HOW KING FERDINAND LAID SIEGE TO VELEZ MALAGA.
Hitherto the events of this renowned war have been little else than a succession of brilliant but brief exploits, such as sudden forays, wild skirmishes among the mountains, and the surprisals of castles, fortresses, and frontier towns. We approach now to more important and prolonged operations, in which ancient and mighty cities, the bulwarks of Granada, were invested by powerful armies, subdued by slow and regular sieges, and thus the capital left naked and alone.
The glorious triumphs of the Christian sovereigns (says Fray Antonio Agapida) had resounded throughout the East and filled all heathenesse with alarm. The Grand Turk, Bajazet II., and his deadly foe, the grand soldan of Egypt, suspending for a time their bloody feuds, entered into a league to protect the religion of Mahomet and the kingdom of Granada from the hostilities of the Christians. It was concerted between them that Bajazet should send a powerful armada against the island of Sicily, then appertaining to the Spanish Crown, for the purpose of distracting the attention of the Castilian sovereigns, while at the same time great bodies of troops should be poured into Granada from the opposite coast of Africa.
Ferdinand and Isabella received timely intelligence of these designs. They resolved at once to carry the war into the sea- board of Granada, to possess themselves of its ports, and thus, as it were, to bar the gates of the kingdom against all external aid. Malaga was to be the main object of attack: it was the principal seaport of the kingdom, and almost necessary to its existence. It had long been the seat of opulent commerce, sending many ships to the coasts of Syria and Egypt. It was also the great channel of communication with Africa, through which were introduced supplies of money, troops, arms, and steeds from Tunis, Tripoli, Fez, Tremezan, and other Barbary powers. It was emphatically called, therefore, "the hand and mouth of Granada." Before laying siege to this redoubtable city, however, it was deemed necessary to secure the neighboring city of Velez Malaga and its dependent places, which might otherwise harass the besieging army.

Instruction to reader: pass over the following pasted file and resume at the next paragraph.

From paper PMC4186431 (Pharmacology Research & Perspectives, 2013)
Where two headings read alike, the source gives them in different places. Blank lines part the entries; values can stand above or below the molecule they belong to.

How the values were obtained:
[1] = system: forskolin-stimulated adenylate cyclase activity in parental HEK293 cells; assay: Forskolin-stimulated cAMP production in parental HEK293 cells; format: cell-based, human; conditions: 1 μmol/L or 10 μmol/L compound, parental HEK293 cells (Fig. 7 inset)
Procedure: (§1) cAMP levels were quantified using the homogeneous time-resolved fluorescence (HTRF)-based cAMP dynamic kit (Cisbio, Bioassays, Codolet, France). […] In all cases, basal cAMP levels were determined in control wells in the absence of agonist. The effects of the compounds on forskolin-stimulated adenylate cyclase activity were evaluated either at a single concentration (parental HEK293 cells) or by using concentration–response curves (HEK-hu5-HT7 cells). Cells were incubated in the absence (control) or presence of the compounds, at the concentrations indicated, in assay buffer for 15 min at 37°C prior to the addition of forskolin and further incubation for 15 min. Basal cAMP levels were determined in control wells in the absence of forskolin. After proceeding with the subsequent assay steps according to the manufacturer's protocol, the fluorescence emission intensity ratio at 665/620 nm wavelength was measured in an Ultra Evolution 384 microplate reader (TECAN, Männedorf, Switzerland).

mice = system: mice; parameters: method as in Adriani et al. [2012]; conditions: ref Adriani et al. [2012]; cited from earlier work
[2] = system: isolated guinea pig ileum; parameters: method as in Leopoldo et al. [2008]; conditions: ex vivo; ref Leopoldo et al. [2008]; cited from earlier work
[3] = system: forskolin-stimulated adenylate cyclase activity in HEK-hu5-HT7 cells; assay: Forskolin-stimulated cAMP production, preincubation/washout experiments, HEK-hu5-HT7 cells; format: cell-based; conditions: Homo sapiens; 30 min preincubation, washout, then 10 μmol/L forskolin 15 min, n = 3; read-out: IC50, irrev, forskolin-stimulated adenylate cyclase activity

For this important campaign the nobles of the kingdom were again summoned to take the field with their forces in the spring of 1487. The menaced invasion of the infidel powers of the East had awakened new ardor in the bosoms of all true Christian knights, and so zealously did they respond to the summons of the sovereigns that an army of twenty thousand cavalry and fifty thousand foot, the flower of Spanish warriors, led by the bravest of Spanish cavaliers, thronged the renowned city of Cordova at the appointed time.
On the night before this mighty host set forth upon its march an earthquake shook the city. The inhabitants, awakened by the shaking of the walls and rocking of the towers, fled to the courts and squares, fearing to be overwhelmed by the ruins of their dwellings. The earthquake was most violent in the quarter of the royal residence, the site of the ancient palace of the Moorish kings. Many looked upon this as an omen of some impending evil; but Fray Antonio Agapida, in that infallible spirit of divination which succeeds an event, plainly reads in it a presage that the empire of the Moors was about to be shaken to its centre.
It was on Saturday, the eve of the Sunday of Palms (says a worthy and loyal chronicler of the time), that the most Catholic monarch departed with his army to render service to Heaven and make war upon the Moors.* Heavy rains had swelled all the streams and rendered the roads deep and difficult. The king, therefore, divided his host into two bodies. In one he put all the artillery, guarded by a strong body of horse, and commanded by the master of Alcantara and Martin Alonso, senior of Montemayor. This division was to proceed by the road through the valleys, where pasturage abounded for the oxen which drew the ordnance.
*Pulgar, Cronica de los Reyes Catholicos.